Alexander Hamilton, David Frothingham, and SHHS

This week is the 225th Anniversary of the first copy of Frothingham’s Herald which was printed in Sag Harbor, right near the Annie Cooper Boyd House. The Herald was the first newspaper printed on Long Island, predating the Sag Harbor Corrector by more than 20 years.

For many years, the Herald was believed to have been printed in the Annie Cooper Boyd House, which was sometimes referred to as the Herald House. Annie Cooper Boyd believed her home was the site of Frothingham’s business, and she certainly shared the story with many visitors to her tea room.

Now, how does any of this connect to the “Ten Dollar Founding Father” enjoying a revival thanks to Lin-Manuel Miranda’s play? As politics in New York became more splintered during the Federalist Era, restrictions were placed on what could be printed in the press, and newspapers were the battleground for many of these political fights. Printers and editors of newspapers were often strongly allied with the Federalists or Anti-Federalists. Sag Harbor was a bustling port, about to become one of two official ports of entry for New York.

The printer of the Long Island Herald, David Frothingham, or his columnists didn’t entirely agree with Alexander Hamilton’s Federalists. David Frothingham was arrested for printing material critical of Alexander Hamilton and the Federalist Party under the Alien and Sedition Acts. Frothingham disappeared after his arrest, adding an air of drama and mystery to his story.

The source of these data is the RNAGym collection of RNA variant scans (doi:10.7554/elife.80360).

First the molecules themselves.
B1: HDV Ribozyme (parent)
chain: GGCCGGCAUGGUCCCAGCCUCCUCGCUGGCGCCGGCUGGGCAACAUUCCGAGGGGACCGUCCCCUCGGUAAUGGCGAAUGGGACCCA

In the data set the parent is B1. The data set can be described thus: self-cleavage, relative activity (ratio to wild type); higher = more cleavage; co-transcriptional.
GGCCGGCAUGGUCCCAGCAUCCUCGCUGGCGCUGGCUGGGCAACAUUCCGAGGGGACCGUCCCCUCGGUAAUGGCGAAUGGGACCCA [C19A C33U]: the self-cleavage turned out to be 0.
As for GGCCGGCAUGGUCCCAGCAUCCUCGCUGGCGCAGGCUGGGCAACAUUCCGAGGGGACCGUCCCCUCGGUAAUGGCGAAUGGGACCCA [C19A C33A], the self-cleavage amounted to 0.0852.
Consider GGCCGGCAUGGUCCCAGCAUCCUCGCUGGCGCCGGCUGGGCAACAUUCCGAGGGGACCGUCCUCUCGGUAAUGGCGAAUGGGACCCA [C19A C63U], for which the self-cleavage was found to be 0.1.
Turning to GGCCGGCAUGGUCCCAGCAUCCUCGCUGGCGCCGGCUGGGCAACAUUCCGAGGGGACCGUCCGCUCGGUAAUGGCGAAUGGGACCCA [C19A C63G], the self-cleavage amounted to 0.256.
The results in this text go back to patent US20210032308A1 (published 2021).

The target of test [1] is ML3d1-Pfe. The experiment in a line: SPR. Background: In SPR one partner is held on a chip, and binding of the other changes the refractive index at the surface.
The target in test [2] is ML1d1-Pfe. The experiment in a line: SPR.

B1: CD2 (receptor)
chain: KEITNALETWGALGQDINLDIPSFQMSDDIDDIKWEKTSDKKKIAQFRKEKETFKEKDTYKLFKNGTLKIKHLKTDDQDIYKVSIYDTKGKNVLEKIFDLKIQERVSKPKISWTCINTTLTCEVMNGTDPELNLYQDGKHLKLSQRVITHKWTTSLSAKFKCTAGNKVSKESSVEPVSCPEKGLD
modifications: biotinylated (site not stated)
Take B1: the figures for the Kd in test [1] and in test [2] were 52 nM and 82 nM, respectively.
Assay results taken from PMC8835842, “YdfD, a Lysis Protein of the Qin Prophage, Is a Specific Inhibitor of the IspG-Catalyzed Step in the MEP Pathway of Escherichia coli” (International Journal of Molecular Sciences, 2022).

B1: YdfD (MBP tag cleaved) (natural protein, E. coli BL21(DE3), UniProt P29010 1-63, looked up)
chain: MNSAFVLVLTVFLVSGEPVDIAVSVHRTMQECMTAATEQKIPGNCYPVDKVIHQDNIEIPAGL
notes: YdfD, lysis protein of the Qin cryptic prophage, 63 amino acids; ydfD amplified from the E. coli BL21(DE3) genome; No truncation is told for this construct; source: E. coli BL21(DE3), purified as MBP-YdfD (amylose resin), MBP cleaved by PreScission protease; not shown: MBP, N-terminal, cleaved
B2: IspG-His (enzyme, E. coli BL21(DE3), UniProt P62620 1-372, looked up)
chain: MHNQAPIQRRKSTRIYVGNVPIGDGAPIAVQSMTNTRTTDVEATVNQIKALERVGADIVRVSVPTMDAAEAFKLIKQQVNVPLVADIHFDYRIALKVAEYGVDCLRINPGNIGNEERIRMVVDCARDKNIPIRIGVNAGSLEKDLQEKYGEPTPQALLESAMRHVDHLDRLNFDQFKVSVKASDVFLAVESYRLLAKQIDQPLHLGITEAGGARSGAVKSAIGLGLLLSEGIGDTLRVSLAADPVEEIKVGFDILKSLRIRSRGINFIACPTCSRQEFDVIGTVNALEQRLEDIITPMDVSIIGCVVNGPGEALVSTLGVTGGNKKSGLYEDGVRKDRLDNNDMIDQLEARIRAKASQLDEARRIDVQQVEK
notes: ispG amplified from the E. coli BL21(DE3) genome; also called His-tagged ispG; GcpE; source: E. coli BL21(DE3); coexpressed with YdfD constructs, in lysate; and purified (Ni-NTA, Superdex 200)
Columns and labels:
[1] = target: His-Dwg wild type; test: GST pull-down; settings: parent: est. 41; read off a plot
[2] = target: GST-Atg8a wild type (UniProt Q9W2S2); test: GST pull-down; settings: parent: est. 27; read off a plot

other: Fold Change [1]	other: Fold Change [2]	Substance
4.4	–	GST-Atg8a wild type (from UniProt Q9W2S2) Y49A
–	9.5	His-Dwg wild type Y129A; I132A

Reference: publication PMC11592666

SHHS Trustee Barbara Schwartz chased David Frothingham through the archives, trying to determine exactly where he printed his paper, and concluded it was probably across the street from the Annie Cooper Boyd House. This afternoon, SHHS Volunteer Dan Sabloski will share a collection of scanned copies of Frothingham’s paper, the Long Island Herald.

For those of you who can’t make it in person for this surprise pop-up display, the East Hampton Library’s Long Island Collection has digitzed their copies of the Long Island Herald. And you can check out some of the issues Dan Sabloski will be sharing through the East Hampton Library’s website.

Here’s a link to the East Hampton Library’s scan of the very first issue of Frothingham’s Herald, which was printed 225 years ago on May 10, 1791.

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